The grand finale of the international hockey calendar is set to begin on 5 May in both Cologne and Paris, with the top 16 hockey nations on earth meeting to compete at the 2017 IIHF World Championship.
Group A will meet in Cologne, also home of the finals, with the group made up of hosts Germany, Russia, Sweden, the United States, Slovakia, Denmark, Latvia, and the promoted Italian team. The heavyweights of the group, Russia and Sweden, should be able to finish 1-2 atop the group, with Russia in particular looking to avoid an embarrassing exit on home ice last season. However, youth movements for the American and Danish teams could cause a splash in the group, and Germany will obviously have a lot to play for in front of home fans.
Group B, meeting in Paris, pits defending champions and finalists Canada and Finland with hosts France, Czechia, Switzerland, Norway, Belarus, and the promoted Slovenian squad. Canada should have an easy path to the medal round, but this year are missing big-name firepower like they have had in recent years, like Connor McDavid, Sidney Crosby or Corey Perry, plus they are weaker in goal than in past seasons. The Finns are without last year’s star players Patrik Laine and Mikko Koskinen, giving both the Czech and Swiss teams, and potentially a dark horse like France, a chance to contend for a top-two spot in the group.
From the perspective of the IHLC, a few interesting facts related to this year’s World Championship:
– Canada enters the Worlds as incumbent champions for the second straight season, the first time they have done so since the 1961 and 1962 Worlds
– Canada will start the tournament against the Czechs in their 75th ever IHLC meeting, a rivalry dating back to 1920; Canada has also won the last three meetings by a combined score of 11-0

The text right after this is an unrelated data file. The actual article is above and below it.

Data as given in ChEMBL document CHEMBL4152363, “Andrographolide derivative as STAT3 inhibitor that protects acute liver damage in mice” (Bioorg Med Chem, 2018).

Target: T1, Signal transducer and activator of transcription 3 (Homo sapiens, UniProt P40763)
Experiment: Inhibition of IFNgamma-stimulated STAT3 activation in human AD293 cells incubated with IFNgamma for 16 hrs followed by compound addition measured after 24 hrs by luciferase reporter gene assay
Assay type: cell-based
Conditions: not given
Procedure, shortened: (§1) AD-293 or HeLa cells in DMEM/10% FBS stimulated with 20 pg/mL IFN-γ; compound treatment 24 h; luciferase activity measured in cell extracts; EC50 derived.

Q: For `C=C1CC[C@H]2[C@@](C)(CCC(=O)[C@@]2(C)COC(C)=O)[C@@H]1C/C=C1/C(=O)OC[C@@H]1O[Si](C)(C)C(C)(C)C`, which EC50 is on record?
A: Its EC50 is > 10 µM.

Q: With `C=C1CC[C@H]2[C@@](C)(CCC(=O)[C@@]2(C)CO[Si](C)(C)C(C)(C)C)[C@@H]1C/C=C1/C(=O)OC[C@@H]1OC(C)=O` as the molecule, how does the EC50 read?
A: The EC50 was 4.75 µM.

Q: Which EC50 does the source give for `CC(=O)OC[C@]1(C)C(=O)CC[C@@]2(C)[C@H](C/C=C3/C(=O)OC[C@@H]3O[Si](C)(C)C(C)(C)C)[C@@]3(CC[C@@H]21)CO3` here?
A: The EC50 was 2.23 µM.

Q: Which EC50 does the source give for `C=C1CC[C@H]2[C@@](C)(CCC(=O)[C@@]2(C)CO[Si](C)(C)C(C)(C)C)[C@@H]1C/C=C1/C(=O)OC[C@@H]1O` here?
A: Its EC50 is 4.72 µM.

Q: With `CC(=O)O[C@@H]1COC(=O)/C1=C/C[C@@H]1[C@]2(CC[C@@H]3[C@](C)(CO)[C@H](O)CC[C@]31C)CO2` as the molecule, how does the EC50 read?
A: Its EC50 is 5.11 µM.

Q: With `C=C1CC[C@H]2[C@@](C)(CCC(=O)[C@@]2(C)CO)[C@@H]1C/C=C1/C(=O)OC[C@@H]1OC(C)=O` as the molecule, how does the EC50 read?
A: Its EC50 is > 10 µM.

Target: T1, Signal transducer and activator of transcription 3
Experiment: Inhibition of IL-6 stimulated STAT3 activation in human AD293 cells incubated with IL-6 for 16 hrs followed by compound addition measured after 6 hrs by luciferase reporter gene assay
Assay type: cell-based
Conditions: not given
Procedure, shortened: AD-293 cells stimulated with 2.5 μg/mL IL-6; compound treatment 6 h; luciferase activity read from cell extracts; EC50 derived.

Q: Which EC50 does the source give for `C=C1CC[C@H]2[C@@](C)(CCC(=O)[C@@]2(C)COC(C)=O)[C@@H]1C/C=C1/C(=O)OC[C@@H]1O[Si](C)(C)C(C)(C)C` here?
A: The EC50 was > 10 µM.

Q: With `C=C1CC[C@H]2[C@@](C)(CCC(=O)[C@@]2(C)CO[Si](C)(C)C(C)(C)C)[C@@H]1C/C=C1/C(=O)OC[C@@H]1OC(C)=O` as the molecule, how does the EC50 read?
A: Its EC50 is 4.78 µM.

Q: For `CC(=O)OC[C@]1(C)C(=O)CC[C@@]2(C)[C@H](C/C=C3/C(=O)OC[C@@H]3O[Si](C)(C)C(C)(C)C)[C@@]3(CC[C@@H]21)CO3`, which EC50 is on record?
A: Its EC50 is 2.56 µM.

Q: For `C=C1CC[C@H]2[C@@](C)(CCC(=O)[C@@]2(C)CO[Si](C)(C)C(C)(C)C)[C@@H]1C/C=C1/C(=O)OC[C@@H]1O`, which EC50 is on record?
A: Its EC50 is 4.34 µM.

– Canada is looking to become the first team to win three consecutive Gold Medals since Czechia in 1999, 2000 and 2001; Canada has not won three straight Golds since 1950-52
– this marks the fourth World Championships in Cologne, and third in 16 years; Czechia won two Gold Medals (in 2001 and 2010), and Canada one (in 1955)
– the last Worlds in Cologne saw one of only two Worlds in modern history where the IHLC was not paired with the Gold Medal, as Norway won the IHLC after being eliminated from the medal round
– this marks just the second Worlds in Paris, the first since 1951; Canada was the previous Gold Medal winner
– Mike Matheson and Vadim Shipachyov are the only 2016 Tournament Award winners returning to the tournament this year, as Laine, Koskinen, Nikita Zaitsev and Mikael Granlund are not participating
With the NHL announcing its players will no longer participate in the Olympics, this will serve as the main tournament to feature elite-level talent for the next few years, so there should be some great action coming out of Cologne and Paris. Who will raise the trophy on 21 May, and where the International Hockey Lineal Championship will go from there, will be very exciting to watch!